Amy Gilliland, Ph.D., Adv/BDT(DONA), CSE (AASECT) believes that doulas have the potential to change the world through connection and caring for another person, and this book is one way that she seeks to help doulas do exactly that. Dr. Gilliland has conducted qualitative research with more than 60 doulas since 2002, and her new book, The Heart of the Doula: Essentials for Practice and Life, (self-published in December 2018) aims to present the collective wisdom of all the doulas she interviewed into an easy-to-read package for not only novice doulas, to make them think about some of the issues that she presents, but also to proficient and advanced doulas to add validation, subtlety, recognition, and support to their existing experiences. Dr. Gilliland also sees the book as an opportunity for nurses and other healthcare providers to better understand the complexity of doula work.
Dr. Gilliland’s #1 goal with the book was to have an avenue to distribute these insights that she had gleaned from her years of research and critical analysis of the doula profession, hot button issues for doulas, and current best practices. Dr. Gilliland started to publish her blog “Doulaing the Doula” in 2013 to begin distributing some of this information, but the book is the culmination of many of the emerging themes she found in her research. What is most clear upon reading the book, is that Dr. Gilliland has spent a huge amount of time thinking about, researching, and trying to best understand doulas.
About the Book
This book is a quick read and the language used is accessible and not too academic. The chapters read more like essays and are divided into five main topics of discussion: foundations, scope of practice, clients, medical professionals, and powerful prenatal relationships. The chapters present the information in a clear and concise way, and each certainly invites reflection on doula practice and philosophy in a way that all doulas will find intriguing and perhaps helpful. Many chapters will leave readers feeling like they had a conversation with an experienced trainer who is extremely confident and unafraid to lay out the very real, pragmatic, and specifically detailed side of being a doula. Dr. Gilliland does not mince words when it comes to telling doulas what we should or should not be doing, especially when it comes to our interactions with clients and medical professionals. She invites doulas to contemplate some issues, and whether you agree with her or not, she certainly provokes reflection, and that is all the more reason that this collection of knowledge is fascinating.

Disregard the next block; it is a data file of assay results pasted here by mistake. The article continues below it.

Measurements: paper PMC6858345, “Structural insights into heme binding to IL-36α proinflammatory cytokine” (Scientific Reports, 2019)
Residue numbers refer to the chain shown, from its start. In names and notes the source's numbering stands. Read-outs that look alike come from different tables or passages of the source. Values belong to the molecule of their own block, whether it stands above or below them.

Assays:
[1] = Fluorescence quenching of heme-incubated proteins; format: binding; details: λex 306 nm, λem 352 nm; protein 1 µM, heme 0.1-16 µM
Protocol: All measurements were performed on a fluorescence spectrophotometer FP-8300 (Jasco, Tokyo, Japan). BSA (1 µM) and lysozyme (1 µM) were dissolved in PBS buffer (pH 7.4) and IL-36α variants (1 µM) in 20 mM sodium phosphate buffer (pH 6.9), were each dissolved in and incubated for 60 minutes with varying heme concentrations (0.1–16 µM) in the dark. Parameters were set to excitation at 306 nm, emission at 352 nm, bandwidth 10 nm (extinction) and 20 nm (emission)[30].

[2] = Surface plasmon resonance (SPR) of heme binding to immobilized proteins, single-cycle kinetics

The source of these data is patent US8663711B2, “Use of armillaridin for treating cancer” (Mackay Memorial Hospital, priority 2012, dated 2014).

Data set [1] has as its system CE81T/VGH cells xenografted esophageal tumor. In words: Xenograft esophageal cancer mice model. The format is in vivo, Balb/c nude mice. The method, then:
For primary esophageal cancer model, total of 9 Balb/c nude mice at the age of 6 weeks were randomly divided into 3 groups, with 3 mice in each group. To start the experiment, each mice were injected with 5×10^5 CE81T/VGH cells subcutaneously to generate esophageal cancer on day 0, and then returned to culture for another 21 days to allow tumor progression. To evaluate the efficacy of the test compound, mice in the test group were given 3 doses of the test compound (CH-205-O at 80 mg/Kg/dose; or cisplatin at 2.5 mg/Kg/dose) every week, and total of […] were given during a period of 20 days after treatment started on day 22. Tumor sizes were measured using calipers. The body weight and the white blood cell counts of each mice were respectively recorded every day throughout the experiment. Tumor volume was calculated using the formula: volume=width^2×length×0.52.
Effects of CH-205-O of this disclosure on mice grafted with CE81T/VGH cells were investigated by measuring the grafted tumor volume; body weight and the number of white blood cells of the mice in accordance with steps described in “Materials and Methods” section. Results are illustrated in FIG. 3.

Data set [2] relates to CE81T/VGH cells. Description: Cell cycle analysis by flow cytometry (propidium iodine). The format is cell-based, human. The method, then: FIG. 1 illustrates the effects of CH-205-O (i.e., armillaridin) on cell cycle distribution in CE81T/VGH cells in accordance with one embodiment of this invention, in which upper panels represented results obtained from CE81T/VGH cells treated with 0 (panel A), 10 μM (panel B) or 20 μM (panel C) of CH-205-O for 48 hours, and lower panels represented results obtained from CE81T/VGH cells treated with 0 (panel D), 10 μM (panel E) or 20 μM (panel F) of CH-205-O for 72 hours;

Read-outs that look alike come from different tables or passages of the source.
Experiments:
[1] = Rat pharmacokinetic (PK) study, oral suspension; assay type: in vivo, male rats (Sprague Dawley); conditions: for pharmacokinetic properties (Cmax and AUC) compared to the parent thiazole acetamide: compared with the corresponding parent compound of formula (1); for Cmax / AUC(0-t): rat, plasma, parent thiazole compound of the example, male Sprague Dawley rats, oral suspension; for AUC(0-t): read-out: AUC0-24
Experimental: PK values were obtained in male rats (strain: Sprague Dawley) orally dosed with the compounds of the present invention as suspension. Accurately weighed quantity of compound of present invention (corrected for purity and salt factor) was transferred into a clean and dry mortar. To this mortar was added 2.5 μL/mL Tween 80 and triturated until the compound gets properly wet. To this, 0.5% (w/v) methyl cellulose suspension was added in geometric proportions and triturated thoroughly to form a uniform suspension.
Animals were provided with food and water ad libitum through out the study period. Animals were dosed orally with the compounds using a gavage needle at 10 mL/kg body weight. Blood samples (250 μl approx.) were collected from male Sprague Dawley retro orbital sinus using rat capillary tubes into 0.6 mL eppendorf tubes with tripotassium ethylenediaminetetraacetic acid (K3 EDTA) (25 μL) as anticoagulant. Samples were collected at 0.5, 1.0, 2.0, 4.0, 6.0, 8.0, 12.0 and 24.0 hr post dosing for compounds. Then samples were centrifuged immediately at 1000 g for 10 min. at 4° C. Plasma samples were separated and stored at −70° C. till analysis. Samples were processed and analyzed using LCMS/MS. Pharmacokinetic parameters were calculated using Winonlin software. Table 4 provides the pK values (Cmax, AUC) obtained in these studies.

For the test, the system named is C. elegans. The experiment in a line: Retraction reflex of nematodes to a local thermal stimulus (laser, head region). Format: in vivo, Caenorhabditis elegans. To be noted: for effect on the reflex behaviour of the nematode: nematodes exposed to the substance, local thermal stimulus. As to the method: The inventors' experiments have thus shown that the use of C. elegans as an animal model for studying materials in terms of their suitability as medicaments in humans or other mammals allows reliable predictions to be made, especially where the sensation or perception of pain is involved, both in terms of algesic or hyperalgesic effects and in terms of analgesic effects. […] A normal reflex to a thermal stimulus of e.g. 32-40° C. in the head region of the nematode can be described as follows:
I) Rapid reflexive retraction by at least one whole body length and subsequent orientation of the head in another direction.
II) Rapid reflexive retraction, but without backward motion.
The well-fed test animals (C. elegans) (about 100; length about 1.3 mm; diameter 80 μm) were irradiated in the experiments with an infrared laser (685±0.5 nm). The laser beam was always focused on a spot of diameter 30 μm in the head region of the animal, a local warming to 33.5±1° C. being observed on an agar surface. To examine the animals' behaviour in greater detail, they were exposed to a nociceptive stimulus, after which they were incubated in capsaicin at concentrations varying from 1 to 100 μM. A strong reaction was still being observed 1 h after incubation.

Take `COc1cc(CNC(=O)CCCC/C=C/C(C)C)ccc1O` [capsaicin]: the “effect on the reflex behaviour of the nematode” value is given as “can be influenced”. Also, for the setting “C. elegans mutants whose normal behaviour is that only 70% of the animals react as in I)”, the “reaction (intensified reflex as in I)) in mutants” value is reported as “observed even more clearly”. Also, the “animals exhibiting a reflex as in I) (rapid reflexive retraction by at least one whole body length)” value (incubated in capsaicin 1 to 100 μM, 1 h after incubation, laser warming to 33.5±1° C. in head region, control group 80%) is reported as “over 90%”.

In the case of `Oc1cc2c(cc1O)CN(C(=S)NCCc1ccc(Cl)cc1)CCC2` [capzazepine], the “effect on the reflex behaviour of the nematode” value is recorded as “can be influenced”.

More from the Author
I got the chance to speak with Dr. Gilliland by phone for this review and had a fascinating conversation about not only the book but her entire perspective on the work of doulas. Dr. Gilliland said that she is not trying to be prescriptive, rather that this is what she has to offer doulas out of her research. Dr. Gilliland believes that all doulas should focus on showing up and being there for their clients, being totally present and available during the labor and birth, in full support of the client’s preferences. Unbiased support is the biggest gift a doula can give their clients. She was also extremely surprised to find out, from her research just how few obstetricians find real value in doula support. Dr. Gilliland believes that when more obstetricians shift to a shared decision-making model of care more people will have more satisfying birth experiences. Dr. Gilliland stated that she sincerely wonders why there are not more randomized control trials on doula support. I certainly agree that more quantitative research would be really helpful for doulas, and would be especially complimentary to this type of qualitative long-term research that Dr. Gilliland has performed and presented here.